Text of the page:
Titanic iceberg photo auction brings 110% increase on estimate


2015-06-26 13:05:52


Titanic iceberg photo auction brings 110% increase on estimate

A black and white photo of the iceberg that sunk the Titanic starred at a December 16 Titanic auction

A black and white photograph of the iceberg which experts believe sunk the Titanicstarred last night (December 16) in a New Hampshireauction dedicated to the ship, sellingfor $21,000 - a 110% increase on its top-end valuation of $10,000.

Measuring 9.5 x 8 inches, the haunting image depicts an unusually elliptical "blueberg", which has been labelled, signed and dated by Captain WF Wood in black ink: "Copyright. Blueberg taken by Captain W F Wood. S S Etonian on 12/4/12." After noting the latitude and longitude, Wood concludes plainly: "Titanic struck 14/4/12 and sank in three hours."

Iceberg which sank TitanicSketches of the iceberg drawn aboard the Titanic bear an eerie resemblance to the photograph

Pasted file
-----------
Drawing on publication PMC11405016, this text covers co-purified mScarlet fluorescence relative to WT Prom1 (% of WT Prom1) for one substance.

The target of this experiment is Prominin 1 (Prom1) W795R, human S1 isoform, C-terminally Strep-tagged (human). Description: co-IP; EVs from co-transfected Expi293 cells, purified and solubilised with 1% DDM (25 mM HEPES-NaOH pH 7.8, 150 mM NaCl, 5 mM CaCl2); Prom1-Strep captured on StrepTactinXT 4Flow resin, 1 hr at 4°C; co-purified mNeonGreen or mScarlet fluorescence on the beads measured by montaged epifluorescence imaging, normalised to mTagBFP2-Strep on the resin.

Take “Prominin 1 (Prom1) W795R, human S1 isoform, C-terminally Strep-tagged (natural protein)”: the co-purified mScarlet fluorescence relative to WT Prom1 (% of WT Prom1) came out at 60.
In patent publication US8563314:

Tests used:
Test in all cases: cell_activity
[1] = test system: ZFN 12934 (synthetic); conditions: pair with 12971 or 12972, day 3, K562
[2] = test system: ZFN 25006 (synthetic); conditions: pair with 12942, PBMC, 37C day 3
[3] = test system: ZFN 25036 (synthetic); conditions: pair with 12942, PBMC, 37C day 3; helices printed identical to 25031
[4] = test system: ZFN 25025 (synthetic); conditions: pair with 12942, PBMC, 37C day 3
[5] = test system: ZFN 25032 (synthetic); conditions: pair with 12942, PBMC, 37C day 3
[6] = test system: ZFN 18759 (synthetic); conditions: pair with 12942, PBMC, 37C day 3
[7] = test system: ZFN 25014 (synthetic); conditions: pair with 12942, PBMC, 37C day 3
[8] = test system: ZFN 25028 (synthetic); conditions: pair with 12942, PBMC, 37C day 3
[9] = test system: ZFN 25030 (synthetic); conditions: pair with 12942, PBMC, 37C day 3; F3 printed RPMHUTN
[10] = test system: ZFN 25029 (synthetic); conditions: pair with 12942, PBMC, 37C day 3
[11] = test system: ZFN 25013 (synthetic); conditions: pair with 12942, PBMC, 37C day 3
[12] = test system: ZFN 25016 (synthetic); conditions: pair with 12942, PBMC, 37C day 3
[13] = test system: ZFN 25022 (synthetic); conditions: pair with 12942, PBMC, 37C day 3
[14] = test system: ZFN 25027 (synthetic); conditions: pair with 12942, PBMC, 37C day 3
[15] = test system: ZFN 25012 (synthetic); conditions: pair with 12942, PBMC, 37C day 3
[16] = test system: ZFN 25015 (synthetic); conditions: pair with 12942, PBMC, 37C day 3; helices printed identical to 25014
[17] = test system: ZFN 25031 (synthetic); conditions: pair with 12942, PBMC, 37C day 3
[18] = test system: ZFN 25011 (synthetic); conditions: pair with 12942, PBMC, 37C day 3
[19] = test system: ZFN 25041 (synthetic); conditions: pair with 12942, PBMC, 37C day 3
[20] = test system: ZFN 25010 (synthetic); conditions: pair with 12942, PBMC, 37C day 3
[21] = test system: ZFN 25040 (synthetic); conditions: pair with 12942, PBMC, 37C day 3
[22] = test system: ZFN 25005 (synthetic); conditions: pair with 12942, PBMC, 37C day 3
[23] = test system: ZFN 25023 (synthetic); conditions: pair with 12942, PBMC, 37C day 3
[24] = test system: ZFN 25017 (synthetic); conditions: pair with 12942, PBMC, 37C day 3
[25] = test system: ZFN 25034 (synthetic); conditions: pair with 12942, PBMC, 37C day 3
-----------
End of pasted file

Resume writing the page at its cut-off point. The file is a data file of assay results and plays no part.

It is thought that Wood photographed the ill-fated iceberg because he was particularly intrigued by its curious shape, which is also one of the reasons why some experts have been keen to place their professional weight behind the iceberg's importance.

Titanic expert, Stanley Lehrer, said of the photograph: "In my professional opinion this iceberg is the one that sunk the Titanic."

George Rheims, a first class passenger aboard the Titanic, and Joseph Scarrot, one of two seamen on duty at the moment of collision, both made sketches of the iceberg which are uncannily similar in shape to the iceberg which features in Wood's photograph.

Other items related to the infamous ship also performed well, including one of only seven deckchairs in existence that are known to have graced the Titianic's deck, which sold comfortably within its pre-auction valuation of $50,000-$75,000 for $59,000.

The sale is further proof that the market for Titanic memorabilia remains strong in the 100th anniversary year of the sinking.

For more auction news, please sign up for our free weekly newsletter.

Share on social media
Write a response...

The bookmarklet lets you save things you find to your collections.

Note: Make sure your bookmarks are visible.


Click and drag the Collect It button to your browser's Bookmark Bar.